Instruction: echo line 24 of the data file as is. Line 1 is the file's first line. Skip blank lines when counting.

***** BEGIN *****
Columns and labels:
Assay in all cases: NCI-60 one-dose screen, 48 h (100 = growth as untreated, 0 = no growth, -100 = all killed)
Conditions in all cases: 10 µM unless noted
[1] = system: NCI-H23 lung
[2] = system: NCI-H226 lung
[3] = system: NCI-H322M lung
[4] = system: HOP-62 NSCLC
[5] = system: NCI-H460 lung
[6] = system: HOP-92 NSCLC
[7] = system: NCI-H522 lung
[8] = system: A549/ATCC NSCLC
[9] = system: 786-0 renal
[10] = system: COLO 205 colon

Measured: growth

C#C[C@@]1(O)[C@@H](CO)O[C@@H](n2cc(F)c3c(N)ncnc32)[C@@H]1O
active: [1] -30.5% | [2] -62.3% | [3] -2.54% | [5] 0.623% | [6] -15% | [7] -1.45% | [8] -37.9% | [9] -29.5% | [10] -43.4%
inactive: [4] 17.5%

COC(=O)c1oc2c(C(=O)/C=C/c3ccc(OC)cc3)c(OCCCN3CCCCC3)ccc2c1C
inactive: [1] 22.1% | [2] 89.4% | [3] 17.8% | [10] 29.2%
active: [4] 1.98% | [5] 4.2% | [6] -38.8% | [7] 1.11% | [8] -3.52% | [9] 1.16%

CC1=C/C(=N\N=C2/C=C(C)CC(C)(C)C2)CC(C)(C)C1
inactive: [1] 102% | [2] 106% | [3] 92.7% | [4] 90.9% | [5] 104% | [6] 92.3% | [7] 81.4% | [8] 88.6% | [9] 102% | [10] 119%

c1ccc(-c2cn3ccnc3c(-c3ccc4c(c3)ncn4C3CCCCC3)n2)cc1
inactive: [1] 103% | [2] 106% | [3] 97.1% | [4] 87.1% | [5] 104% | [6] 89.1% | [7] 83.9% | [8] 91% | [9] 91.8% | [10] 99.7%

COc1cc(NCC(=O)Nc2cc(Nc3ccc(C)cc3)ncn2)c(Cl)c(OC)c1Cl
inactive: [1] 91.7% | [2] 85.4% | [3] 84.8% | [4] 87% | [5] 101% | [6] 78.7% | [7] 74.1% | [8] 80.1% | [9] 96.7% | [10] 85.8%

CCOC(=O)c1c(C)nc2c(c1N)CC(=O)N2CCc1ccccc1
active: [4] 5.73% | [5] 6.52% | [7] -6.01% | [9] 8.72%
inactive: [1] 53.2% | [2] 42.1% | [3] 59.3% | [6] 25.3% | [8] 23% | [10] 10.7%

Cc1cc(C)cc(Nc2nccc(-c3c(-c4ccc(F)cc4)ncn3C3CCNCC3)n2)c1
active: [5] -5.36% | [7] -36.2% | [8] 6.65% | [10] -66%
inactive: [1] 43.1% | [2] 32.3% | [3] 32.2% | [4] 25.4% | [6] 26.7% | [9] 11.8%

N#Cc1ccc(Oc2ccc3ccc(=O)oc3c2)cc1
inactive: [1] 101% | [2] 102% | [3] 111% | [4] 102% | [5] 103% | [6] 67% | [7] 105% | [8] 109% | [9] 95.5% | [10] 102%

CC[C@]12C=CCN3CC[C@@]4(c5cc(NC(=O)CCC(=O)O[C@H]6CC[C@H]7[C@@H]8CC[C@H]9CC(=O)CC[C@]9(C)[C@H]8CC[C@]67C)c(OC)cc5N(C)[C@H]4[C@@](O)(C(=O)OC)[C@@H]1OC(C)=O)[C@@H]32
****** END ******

inactive: [1] 103% | [2] 106% | [3] 97.1% | [4] 87.1% | [5] 104% | [6] 89.1% | [7] 83.9% | [8] 91% | [9] 91.8% | [10] 99.7%